Create a free profile to get unlimited access to exclusive videos, sweepstakes, and more!
The most famous science fiction and horror anthology television series of all time has returned.
On Monday morning, Jordan Peele's new version of The Twilight Zone dropped its first two streaming episodes. For people who are fans of Black Mirror but never watched The Twilight Zone, this new version of the iconic '60s Rod Serling series will feel familiar, but also, perhaps, jarring in its directness. Unlike Black Mirror, the original Twilight Zone didn't dwell on technological hyperbole. Instead, the best speculative twists in the Zone are closer to thoughtful horror flips than cautionary science fiction. In this way, the new version of the series is exactly like the original. But are there deeper connections, too.
Even though one of the first two episodes has a title and set-up strikingly similar to an episode of the original series, the first aired stories in Peele's new Twilight Zone aren't really direct adaptations or remakes of any classic episodes in specific. But, there are some very familiar elements in these episodes. In fact, the first two new Twilight Zones seem to be referencing roughly four episodes from the classic series. Here's how it breaks down.
**Spoiler Alert: There are spoilers ahead for the first two episodes of The Twilight Zone: "The Comedian" and "Nightmare at 30,000 Feet."**
Starring Kumail Nanjiani as Samir, the eponymous comedian, this episode puts a deal-with-the-devil Faustian spin on art by way of stand-up comedy. How far would you go to become a great comedian? When Samir talks to an elusive famous comic (Tracy Morgan) in the bar of a comedy club, the power of making great jokes is revealed to him: just name the names of real people on stage. Once Samir starts doing this, everyone he mentions in his act — from his dog to comic rivals — ceases to exist. Essentially, Samir weaves an ever-shifting parallel universe around himself, until, he too, ceases to be real.
In terms of having an ability to get rid of people through some kind of psychic power, this episode plays slight homage to the original episode "It's a Good Life," in which a young boy (Bill Mumy) infamously threatens to send people to the cornfield if they don't make him happy. We don't know where Samir sends the people he eliminates from reality, but the set-up is similar.
More interestingly though, this story references a less-famous Zone episode called "A Nice Place to Visit." In that one, a criminal wakes up to find himself in a world in which he can't lose. He assumes he has died and gone to heaven. By the end of the episode though, he can't take all pain of all the easy success and asks to be sent to hell instead, only to discover that's where he is already.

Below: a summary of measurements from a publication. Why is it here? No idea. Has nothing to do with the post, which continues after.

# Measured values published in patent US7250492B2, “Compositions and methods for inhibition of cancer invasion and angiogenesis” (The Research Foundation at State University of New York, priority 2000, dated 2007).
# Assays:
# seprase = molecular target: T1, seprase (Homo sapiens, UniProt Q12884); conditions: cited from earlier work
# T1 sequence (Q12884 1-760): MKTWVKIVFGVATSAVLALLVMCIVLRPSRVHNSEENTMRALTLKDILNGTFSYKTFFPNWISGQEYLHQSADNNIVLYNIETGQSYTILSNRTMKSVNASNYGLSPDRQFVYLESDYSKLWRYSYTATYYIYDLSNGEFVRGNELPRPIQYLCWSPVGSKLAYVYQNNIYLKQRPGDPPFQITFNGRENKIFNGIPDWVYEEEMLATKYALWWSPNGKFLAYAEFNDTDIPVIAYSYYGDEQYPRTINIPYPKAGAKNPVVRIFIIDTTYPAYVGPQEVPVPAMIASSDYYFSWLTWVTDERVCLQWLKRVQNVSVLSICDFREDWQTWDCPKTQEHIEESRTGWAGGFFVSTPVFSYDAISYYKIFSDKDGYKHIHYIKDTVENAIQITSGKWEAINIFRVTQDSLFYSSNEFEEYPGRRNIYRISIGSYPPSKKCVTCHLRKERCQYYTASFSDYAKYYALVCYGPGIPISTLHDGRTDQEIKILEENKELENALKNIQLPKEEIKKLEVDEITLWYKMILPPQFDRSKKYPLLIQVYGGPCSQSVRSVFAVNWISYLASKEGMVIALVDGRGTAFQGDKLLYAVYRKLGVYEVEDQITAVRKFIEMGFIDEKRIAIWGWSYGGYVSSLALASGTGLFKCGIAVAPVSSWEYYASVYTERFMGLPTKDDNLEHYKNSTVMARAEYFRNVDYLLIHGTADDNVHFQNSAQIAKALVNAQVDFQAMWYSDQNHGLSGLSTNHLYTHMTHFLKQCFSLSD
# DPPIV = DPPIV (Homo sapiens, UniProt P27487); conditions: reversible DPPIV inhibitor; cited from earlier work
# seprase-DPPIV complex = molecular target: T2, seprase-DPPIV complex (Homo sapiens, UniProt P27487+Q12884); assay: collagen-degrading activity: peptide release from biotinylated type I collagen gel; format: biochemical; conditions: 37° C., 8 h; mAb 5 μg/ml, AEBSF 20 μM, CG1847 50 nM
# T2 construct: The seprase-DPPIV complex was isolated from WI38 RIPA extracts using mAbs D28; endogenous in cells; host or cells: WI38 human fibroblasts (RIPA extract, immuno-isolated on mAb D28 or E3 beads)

Finally, when Samir ends up as a part of the large painting in the back of the comedy club, this feels like a clever reference to Rod Serling's other big horror show, Night Gallery. In that anthology series, a creepy work of art was often central to the stories, and people ended up inside of paintings more than once.
"Nightmare at 30,000 Feet"
Somewhat obviously, this episode references the very famous original Twilight Zone episode called "Nightmare at 20,000 Feet," in which William Shatner plays a man on a plan who believes he sees a monster lurking on the wing. In this version, 10,000 feet are added to the title and there's no monster on the wing.
Now, Adam Scott plays a hyperactive investigative journalist named Justin who listens to a creepy podcast that details a tragedy on this flight, as though it has already happened. Paradoxically, Justin ends up creating his own doom by listening to the information in the podcast. And, the monsters, in this case, aren't really literal, but instead, Justin's arrogance, casual racism, PTSD, and paranoia. Still, just so everyone knows what we're talking about, a little doll-version of the gremlin that messed with William Shatner is visible in the wreckage of the plane at the end of the episode, hanging out in the waves of the beach, mocking the main character.
But, beyond the obvious plane/monster homage, the plot device of this episode actually more deeply references the episode "A World of His Own," which, was the season finale of the first run of The Twilight Zone, in 1960. In that episode, a screenwriter has a specific tape recorder which seems to control his reality, which dovetails nicely with Adam Scott's hyper-prescient podcast. "A World of His Own," also ties back to "The Comedian," too, for one specific reason: If the screenwriter cut sections of the tape out and destroys them, the people mentioned there, cease to exist.
So, somewhere, right now, does Jordan Peele have a podcast with all of our names on it? If he mentions us on that podcast will we all cease to exist, too?
The Twilight Zone airs on CBS All-Access. New episodes are dropping every Monday at 9AM ET.